Our Brain is Our Clandestine Command Center

According to a recent NYTimes article, we are barely conscious of our most frequent brain activities, namely those that run our bodies. If our body begins to become dehydrated we feel thirsty and drink water. Our brain can instantly makes us feel quenched even though there hasn’t been enough time to replenish the blood stream. It anticipates the end result. (Hmm, unfortunately, we don’t feel full soon enough after beginning to eat.) A normal body requires water, salt, glucose, nutrients, sleep, movement, etc. The brain sees its job as anticipating your body’s need to replenish the required resources. This automatic management by our brains is scientifically known as allostasis.

Our Command Center Brain Controls Our Needs

The article likens this brain function to a personal financial advisor who manages your deposits and withdrawals. You can’t withdraw much energy if you haven’t made a sleep or nutrient deposit in days.

Most of this is not new, but most of us hold the view that our brain has this automatic side, which we don’t think about and a thinking side. However, the author of the article, a professor of psychology at Northeastern University professes that the brain is not for thinking and all brain activity is in service of maintaining the body.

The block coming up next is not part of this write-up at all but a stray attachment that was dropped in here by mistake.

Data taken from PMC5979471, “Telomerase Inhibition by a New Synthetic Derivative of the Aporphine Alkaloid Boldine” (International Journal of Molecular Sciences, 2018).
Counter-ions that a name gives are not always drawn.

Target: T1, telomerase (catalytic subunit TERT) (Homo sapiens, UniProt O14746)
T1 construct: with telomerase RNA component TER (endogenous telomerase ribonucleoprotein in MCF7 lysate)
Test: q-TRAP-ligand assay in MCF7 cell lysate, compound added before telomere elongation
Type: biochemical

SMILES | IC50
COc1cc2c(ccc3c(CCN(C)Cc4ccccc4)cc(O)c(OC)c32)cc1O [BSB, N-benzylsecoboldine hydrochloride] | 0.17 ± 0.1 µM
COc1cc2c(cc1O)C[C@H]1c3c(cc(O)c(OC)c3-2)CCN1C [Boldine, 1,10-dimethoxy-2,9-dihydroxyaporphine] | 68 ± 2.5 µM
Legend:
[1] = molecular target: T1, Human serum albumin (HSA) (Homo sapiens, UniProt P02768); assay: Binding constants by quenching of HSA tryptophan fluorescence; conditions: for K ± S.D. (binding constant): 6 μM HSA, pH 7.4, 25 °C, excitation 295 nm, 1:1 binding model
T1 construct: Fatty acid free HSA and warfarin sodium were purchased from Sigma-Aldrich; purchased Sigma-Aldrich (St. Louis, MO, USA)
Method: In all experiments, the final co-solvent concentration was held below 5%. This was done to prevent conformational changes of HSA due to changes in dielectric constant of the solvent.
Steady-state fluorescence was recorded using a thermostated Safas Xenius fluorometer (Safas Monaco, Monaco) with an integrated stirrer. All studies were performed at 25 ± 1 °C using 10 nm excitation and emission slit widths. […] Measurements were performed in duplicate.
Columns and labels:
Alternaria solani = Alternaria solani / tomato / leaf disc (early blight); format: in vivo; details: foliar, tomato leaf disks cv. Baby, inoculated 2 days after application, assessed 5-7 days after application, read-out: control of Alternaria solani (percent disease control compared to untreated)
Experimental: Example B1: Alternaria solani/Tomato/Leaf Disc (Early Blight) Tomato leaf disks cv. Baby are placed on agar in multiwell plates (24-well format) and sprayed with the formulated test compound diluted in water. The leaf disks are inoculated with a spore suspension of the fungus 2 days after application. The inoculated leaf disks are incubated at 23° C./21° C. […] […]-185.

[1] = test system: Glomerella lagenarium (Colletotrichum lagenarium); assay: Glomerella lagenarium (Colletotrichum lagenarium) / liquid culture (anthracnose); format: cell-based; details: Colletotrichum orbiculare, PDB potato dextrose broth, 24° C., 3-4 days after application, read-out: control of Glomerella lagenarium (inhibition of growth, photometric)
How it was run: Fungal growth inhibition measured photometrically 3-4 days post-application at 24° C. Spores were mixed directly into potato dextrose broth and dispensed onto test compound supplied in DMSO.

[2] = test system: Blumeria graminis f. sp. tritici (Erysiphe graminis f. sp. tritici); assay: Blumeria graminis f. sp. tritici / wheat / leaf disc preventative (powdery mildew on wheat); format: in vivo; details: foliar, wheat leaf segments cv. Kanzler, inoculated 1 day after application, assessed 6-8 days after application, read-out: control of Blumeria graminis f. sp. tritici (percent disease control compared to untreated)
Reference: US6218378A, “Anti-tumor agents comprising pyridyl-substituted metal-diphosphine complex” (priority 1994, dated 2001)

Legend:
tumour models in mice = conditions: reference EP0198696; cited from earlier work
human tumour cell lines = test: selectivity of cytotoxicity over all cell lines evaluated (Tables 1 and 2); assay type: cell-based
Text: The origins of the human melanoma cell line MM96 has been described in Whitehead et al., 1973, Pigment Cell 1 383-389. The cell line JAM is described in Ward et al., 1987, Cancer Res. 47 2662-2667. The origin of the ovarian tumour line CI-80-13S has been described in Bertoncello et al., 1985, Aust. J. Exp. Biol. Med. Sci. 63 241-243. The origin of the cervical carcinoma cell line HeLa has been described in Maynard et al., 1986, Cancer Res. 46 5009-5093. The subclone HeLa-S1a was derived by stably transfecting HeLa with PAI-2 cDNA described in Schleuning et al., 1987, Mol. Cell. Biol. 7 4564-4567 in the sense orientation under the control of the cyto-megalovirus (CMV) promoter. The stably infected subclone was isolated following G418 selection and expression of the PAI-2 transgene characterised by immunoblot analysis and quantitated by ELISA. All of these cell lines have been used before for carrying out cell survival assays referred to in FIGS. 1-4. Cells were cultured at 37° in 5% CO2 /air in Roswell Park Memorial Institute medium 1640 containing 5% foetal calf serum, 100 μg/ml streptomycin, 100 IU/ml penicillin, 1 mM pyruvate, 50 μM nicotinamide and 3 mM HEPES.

I interpret her claim to mean that what we see as purely mental cannot be separated from allostasis. Deep breathing is physical, but It can act to calm us. More sleep can replenish emotional energy as well as physical. Presence on social media can deplete our social energy while not satisfying our need for human contact. Most people are experiencing weariness due to the Covid pandemic and the recent election, i.e. our brain is making withdrawals from our well-being, and we need to consider making deposits such as taking a nature walk, listening to music, watching light-hearted television, and in my case doing jig-saw and other puzzles proportional to the amount of time we worry about the 2020 world.  Hmm, am I withdrawing from my mental energy or adding to it when I use my brain on puzzles? Not sure.

Another hmm. The brain may spend more energy on our bodily functions, but thinking is indeed one of its functions. We may not be able to live without the brain making sure our bodies stay shipshape, but we wouldn’t be human if we didn’t think. How would we make scientific discoveries without the brain, for example? Perhaps the author meant thoughts related to feeling rather than analyzing, deducing, researching, and understanding..

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